I quit smoking in June of 1983, 26 years ago, and Barry quit about the same time, except that he snuck one every once in awhile for another year:-). We followed a “program” that was published in the LA Times. I think what helped us the most was that we had really good friends who also smoked, and we all quit at the same time. The program (which I can explain to you in detail later–it takes too long!) was based on behavior modification. I’m obsessive-compulsive enough to actually follow it, and it worked pretty well. I am so glad I did it, and I didn’t have terrible cravings (partly because I cut down slowly rather than quitting cold turkey). Quitting smoking also led us to other health-related decisions (especially exercising), which further improved our health. We’re both healthier now than we were in our twenties! I know it’s hard–but I would love to see you and David try to quit (but you need to do it together!) All my love,

    1. Dear Ellen,

      Thank you, dear friend, for sharing your successes and your support for David’s and my health. We have been talking about it and trying to determine the best method that will work for us. Keep your fingers crossed.



  4. As a man that smoked 3 to 4 packs of cigarettes a day for 25 years, I understand your addiction to tobacco. We all have that trigger that will tell us that it is finally time to quit. Being individual human beings that trigger will be something different in all of us. I think as a smoker we fall in love with tobacco, so the trigger I think is loving something greater. For some it will be that special someone, or perhaps a religion, or in my case, the theater. The love of tobacco is very deep and hard to let go. I know, I still suffer everyday with the urge to light up again. Thankfully I can say that I have not smoked a cigarette in over two and a half years, but the struggle continues and is a day to day battle. The struggle does get easier with time, but I wonder if will go away completely. I have to assume not. Good luck my friend, and remember there are people out there that love and care about you. Don’t be afraid or ashamed to go to them for help. You don’t have to make the journey alone.

    1. Dear Danno,

      Wow! Yours is yet another flower in the bouquet of love and concern I am receiving stemming from this article. I am so pleased that you are continuing to be successful in your journey to improving health. You, along with others who are sharing their stories, are truly inspirational in my own path, and more peaceful in knowing that I, too, have support toward my well-being.



  5. James,

    I am guessing I was not clear in my first paragraph. I was suggesting that by smoking, and the inevitable side effects from smoking, you are an income stream for tobacco and possibly soon doctors, and hospitals. Not many long term smokers get past the hospitals. If you are comfortable with that thought, all is well with you.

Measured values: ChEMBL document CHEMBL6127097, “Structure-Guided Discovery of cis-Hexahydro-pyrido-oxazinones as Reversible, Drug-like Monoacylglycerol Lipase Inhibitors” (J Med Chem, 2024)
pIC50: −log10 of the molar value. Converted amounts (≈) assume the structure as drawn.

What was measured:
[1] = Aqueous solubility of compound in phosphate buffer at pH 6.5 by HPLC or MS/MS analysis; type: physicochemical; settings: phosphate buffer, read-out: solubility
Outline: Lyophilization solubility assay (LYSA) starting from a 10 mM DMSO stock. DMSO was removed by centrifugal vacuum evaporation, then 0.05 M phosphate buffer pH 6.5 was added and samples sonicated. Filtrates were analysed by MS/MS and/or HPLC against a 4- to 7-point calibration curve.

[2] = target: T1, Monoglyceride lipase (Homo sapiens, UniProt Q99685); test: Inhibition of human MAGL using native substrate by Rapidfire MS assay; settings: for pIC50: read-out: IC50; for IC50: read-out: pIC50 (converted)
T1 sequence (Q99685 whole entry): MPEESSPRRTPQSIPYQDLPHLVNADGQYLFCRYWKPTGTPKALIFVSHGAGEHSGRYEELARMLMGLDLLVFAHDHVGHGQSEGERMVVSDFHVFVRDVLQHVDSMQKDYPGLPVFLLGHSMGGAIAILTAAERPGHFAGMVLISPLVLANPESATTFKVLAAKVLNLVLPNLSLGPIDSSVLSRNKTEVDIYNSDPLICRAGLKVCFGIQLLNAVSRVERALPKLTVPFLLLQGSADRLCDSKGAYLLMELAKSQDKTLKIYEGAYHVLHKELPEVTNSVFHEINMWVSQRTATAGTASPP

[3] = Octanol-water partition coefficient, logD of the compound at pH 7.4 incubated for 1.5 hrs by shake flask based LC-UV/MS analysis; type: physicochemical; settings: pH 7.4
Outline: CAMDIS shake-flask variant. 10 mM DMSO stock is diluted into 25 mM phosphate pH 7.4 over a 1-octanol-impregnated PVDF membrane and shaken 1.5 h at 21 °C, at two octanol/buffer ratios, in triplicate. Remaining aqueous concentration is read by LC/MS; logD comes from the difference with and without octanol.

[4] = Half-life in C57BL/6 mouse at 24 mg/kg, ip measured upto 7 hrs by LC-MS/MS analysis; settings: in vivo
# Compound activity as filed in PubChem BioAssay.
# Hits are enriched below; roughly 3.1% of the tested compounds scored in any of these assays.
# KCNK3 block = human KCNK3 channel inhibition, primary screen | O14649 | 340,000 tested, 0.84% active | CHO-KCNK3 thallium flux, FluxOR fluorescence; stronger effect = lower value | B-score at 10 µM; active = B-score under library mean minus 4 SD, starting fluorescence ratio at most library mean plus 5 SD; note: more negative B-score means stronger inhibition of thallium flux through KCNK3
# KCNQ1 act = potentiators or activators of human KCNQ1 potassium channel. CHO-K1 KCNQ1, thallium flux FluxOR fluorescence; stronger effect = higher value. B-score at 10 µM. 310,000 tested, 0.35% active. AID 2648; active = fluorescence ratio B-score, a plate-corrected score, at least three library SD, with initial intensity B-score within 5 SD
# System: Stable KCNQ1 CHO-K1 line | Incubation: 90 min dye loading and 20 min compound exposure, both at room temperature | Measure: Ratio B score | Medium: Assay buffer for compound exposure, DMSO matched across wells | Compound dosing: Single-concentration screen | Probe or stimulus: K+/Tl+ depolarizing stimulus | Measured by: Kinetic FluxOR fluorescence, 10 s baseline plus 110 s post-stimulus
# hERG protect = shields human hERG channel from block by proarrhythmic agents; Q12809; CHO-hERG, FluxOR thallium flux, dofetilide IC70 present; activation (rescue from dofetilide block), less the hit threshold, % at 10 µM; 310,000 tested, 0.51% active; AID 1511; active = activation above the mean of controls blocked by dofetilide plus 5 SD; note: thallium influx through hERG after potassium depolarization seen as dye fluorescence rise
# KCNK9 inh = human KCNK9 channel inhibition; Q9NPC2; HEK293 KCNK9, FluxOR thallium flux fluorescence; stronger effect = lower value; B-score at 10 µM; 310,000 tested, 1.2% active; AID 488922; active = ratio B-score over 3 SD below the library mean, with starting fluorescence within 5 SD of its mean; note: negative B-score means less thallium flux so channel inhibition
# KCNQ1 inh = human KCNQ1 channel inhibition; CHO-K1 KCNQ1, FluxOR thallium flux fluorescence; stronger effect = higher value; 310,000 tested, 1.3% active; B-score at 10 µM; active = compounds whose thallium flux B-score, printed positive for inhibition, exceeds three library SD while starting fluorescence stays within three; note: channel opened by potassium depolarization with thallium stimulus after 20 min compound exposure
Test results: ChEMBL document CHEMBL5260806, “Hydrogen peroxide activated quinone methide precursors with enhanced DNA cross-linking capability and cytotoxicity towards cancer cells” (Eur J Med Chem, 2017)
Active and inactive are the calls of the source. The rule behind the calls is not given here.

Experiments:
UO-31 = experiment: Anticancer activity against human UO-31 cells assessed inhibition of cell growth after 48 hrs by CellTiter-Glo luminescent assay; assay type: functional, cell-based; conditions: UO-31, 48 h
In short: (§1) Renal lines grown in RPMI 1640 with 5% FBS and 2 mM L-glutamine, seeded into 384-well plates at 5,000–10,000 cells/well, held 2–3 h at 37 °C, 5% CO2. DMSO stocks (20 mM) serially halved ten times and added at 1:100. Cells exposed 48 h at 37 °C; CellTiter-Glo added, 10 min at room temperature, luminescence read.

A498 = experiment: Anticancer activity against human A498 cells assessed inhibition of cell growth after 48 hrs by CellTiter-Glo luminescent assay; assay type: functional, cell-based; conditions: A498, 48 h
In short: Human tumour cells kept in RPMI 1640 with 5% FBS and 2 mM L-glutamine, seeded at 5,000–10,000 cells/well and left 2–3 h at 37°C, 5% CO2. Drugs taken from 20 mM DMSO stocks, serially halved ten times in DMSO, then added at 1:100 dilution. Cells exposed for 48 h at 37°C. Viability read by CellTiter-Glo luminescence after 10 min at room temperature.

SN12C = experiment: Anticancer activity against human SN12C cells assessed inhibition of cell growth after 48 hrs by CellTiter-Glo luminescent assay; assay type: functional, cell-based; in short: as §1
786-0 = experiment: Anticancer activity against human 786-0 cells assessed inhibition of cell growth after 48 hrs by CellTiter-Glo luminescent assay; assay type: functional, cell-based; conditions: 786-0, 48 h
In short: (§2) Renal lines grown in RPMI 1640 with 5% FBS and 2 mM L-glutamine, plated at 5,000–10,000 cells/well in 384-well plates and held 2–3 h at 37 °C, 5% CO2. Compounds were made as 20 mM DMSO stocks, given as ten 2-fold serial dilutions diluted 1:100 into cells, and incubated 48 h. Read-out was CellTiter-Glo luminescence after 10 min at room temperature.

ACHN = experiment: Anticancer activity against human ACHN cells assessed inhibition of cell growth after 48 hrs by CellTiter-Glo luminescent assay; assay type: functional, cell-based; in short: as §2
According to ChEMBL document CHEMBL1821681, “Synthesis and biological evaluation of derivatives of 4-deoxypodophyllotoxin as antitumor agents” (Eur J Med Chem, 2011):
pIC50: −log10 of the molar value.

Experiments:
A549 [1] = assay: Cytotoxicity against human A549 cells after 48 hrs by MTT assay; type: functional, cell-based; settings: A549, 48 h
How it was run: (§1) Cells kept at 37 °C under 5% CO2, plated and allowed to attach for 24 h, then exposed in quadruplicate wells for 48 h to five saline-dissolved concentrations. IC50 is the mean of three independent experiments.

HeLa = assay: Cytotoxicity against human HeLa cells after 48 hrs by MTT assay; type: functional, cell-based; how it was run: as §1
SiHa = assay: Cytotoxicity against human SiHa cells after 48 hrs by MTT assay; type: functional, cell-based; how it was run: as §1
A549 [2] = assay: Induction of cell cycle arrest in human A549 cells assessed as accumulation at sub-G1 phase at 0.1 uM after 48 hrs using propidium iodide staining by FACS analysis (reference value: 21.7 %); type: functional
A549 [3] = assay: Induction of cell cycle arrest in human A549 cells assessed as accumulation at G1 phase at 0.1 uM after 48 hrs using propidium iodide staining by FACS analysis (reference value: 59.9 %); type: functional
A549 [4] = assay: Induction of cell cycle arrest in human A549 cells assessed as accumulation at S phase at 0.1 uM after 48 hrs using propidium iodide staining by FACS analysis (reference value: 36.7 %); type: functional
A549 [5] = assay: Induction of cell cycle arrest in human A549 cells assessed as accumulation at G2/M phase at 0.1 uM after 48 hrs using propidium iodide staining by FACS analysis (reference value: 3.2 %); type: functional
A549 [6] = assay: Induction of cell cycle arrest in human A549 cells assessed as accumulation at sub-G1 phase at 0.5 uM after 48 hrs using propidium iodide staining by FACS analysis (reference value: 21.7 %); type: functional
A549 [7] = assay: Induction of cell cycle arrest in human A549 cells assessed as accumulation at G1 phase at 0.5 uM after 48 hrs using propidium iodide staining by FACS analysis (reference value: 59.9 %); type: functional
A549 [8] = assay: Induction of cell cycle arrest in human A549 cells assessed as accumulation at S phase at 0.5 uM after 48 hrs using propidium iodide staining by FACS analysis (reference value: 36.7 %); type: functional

Your post should serve as a good deterrent for anyone starting up, before they get to far along the rose lined path.


    1. Dear Michael,

      I understand the frustration that people feel about smokers and their impact on the health care system. If this wasn’t a struggle, I probably wouldn’t be discussing it. I am not so cavalier as to believe that my choices have no impact on either the economy or the social structure of our society. Of course, I am not “comfortable” with any part of my smoking, as I’m sure you, as a rational human being can surmise; however, it is nonetheless a struggle. I sense a bit of smugness in your tone, and perhaps rightfully so, given that you have gotten to the point where you have wisely stopped smoking. I happen to approach others’ life struggles with a bit more compassion considering I, too, have been challenged in many ways.

      Thanks again for the clarification, Michael.

  6. To James (and Danno)
    I can tell you the craving really DOES go away. Okay, I’m still very oral, and James, I know you’ve seen me chewing sugarless gum–a lot! But I don’t want to smoke anymore. Sometimes I dream that I’m smoking and I get terribly upset that I forgot I was a non-smoker! Then I wake up and I’m so relieved :-). My friend Carol gave Joey a book about quitting that she said helped her a lot. I’ll ask him for the title–. Good luck and blessings to you!

  7. I remember you, David & I going to a nearby store with a forged note (& me being an out-of-towner we thought it would help-maybe it did) and buying a pack of cigs. If I recall we accidentally bought either non-filtered or cools by mistake and I am pretty sure it was the non-filtered! Yuck! So young in retrospect but we sure thought we were all grown up!